A team led by CU Boulder has uncovered a distinctive microbial community residing on the former island Hunga Tonga Hunga Ha’apai.
In 2015, an underwater volcano in the South Pacific erupted, giving rise to the short-lived Hunga Tonga Hunga Ha’apai island. The University of Colorado Boulder and the Cooperative Institute for Research in Environmental Sciences (CIRES) spearheaded a research team that seized the uncommon chance to investigate the initial microbial inhabitants of a recently formed landmass. Surprisingly, they detected a unique microbial population that can metabolize sulfur and atmospheric gases, akin to organisms present in deep-sea hydrothermal vents or geothermal hot springs.
“These types of volcanic eruptions happen all over the world, but they don’t usually produce islands. We had an incredibly unique opportunity,” said Nick Dragone, CIRES Ph.D. student and lead author of the study recently published in mBio. “No one had ever comprehensively studied the microorganisms on this type of island system at such an early stage before.”
“Studying the microbes that first colonize islands provides a glimpse into the earliest stage of ecosystem development – before even plants and animals arrive,” said Noah Fierer, CIRES fellow, professor of ecology and evolutionary biology at CU Boulder and corresponding author on the study.
A multi-institutional team of researchers on the ground collected soil samples from the island, then shipped them to CU Boulder’s campus. Dragone and Fierer could then extract and sequence DNA samples from the samples.
“We didn’t see what we were expecting,” said Dragone. “We thought we’d see organisms you find when a glacier retreats, or cyanobacteria, more typical early colonizer species—but instead we found a unique group of bacteria that metabolize sulfur and atmospheric gases.”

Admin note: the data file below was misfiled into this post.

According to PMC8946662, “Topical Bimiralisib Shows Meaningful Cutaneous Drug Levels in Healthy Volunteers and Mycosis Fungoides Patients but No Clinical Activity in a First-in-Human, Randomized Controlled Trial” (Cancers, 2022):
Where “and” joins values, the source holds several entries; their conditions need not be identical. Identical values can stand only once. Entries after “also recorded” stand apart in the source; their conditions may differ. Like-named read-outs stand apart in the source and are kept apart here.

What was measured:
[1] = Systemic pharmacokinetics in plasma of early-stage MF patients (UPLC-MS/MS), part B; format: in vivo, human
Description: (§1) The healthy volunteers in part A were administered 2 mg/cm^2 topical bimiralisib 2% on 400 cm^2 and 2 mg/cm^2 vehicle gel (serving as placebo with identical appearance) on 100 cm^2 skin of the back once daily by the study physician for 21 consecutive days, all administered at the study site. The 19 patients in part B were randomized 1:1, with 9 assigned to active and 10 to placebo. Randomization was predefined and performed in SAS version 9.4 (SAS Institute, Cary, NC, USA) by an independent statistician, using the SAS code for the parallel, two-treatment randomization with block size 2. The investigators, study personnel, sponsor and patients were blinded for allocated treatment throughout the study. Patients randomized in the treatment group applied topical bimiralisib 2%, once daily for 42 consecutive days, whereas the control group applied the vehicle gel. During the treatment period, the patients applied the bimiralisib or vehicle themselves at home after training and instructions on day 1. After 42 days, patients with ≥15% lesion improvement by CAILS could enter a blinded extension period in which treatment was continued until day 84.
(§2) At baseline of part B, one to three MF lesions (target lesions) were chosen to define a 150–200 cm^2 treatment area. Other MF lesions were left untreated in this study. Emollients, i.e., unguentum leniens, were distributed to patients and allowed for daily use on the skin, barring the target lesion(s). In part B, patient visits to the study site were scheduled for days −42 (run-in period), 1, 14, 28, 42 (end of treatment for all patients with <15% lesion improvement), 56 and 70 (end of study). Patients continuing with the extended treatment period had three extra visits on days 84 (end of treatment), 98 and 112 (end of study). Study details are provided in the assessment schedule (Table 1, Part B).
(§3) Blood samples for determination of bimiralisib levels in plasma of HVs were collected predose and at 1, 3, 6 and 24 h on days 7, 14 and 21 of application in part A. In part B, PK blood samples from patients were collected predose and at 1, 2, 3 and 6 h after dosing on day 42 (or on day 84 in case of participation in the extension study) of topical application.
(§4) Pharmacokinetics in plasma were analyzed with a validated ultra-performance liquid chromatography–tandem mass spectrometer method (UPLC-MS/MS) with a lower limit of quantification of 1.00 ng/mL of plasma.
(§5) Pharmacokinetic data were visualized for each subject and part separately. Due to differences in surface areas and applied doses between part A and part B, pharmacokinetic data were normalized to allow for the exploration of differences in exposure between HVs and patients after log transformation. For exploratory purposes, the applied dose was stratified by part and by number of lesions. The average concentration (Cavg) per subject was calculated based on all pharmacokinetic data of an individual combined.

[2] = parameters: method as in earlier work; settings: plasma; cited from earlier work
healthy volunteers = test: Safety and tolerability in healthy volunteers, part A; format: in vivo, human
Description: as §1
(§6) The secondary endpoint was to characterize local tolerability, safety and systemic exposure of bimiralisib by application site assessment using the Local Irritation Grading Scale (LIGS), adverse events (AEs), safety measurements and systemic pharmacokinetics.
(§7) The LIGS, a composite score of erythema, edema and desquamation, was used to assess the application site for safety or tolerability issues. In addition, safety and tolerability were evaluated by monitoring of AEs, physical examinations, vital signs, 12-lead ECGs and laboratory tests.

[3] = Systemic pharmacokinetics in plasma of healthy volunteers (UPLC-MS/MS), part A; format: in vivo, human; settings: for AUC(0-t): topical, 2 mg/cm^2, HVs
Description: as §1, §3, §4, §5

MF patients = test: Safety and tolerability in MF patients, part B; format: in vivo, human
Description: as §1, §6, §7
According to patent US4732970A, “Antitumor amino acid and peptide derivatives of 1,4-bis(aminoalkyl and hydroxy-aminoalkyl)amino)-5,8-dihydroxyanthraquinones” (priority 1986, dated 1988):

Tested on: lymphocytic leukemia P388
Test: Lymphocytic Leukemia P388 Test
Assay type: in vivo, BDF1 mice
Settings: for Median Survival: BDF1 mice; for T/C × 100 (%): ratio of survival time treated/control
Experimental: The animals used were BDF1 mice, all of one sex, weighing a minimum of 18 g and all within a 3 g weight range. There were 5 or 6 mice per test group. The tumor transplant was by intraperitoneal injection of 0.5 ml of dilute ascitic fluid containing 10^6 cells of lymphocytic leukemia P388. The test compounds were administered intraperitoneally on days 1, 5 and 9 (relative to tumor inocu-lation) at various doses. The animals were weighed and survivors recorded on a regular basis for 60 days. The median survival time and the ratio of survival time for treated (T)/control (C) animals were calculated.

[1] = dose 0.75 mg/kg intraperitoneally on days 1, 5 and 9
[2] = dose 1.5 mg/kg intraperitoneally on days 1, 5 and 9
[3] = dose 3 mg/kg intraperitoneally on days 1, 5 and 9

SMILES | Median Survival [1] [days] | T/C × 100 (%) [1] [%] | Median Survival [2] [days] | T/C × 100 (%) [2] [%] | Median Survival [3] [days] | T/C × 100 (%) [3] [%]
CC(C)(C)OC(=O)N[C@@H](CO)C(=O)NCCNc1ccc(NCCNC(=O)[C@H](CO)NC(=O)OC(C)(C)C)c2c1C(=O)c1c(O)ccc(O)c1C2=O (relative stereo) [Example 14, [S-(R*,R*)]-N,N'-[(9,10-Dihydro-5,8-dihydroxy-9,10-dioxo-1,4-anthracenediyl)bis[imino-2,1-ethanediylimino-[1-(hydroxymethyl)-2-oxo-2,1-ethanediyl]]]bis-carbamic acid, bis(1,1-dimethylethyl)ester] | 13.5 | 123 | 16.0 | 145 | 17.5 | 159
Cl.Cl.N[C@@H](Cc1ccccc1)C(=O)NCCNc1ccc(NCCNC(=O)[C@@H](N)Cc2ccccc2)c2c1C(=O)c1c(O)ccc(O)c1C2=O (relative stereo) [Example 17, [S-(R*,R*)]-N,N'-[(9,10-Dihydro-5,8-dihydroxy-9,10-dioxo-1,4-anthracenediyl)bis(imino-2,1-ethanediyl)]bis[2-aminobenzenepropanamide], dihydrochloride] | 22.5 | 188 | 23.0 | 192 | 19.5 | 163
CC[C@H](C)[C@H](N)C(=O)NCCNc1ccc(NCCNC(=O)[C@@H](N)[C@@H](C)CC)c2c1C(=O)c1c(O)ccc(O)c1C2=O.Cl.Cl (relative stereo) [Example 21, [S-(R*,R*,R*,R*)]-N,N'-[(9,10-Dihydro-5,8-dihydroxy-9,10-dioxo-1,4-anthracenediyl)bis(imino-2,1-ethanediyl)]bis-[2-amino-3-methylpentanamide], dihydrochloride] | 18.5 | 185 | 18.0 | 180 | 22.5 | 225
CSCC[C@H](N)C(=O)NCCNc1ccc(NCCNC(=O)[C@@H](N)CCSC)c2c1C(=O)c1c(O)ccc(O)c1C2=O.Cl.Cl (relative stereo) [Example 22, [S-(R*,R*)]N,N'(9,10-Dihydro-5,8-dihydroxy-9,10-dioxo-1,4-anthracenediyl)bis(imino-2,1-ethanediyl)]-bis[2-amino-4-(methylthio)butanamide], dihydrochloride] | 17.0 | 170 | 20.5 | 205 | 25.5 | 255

And that wasn’t the only unexpected twist in this work: On January 15, 2022, seven years after it formed, the volcano erupted again, obliterating the entire landmass in the largest volcanic explosion of the 21st century. The eruption completely wiped out the island and eliminated the option for the team to continue monitoring their site.
“We were all expecting the island to stay,” said Dragone. “In fact, the week before the island exploded we were starting to plan a return trip.”
However, the same fickle nature of the Hunga Tonga Hunga Ha’apai (HTHH) that made it explode also explains why the team found such a unique set of microbes on the island. Hunga Tonga was volcanically formed, like Hawaii.
“One of the reasons why we think we see these unique microbes is because of the properties associated with volcanic eruptions: lots of sulfur and hydrogen sulfide gas, which are likely fueling the unique taxa we found,” Dragone said. “The microbes were most similar to those found in hydrothermal vents, hot springs like Yellowstone, and other volcanic systems. Our best guess is the microbes came from those types of sources.”
The expedition to HTHH required close collaboration with members of the government of the Kingdom of Tonga, who were willing to work with researchers to collect samples from land normally not visited by international guests. Coordination took years of work by collaborators at the Sea Education Association and NASA: a Tongan observer must approve and oversee any sample collection that takes place within the Kingdom.
“This work brought in so many people from around the world, and we learned so much. We are of course disappointed that the island is gone, but now we have a lot of predictions about what happens when islands form,” said Dragone. “So if something formed again, we would love to go there and collect more data. We would have a game plan of how to study it.”
Reference: “The Early Microbial Colonizers of a Short-Lived Volcanic Island in the Kingdom of Tonga” by Nicholas B. Dragone, Kerry Whittaker, Olivia M. Lord, Emily A. Burke, Helen Dufel, Emily Hite, Farley Miller, Gabrielle Page, Dan Slayback and Noah Fierer, 11 January 2023, mBio.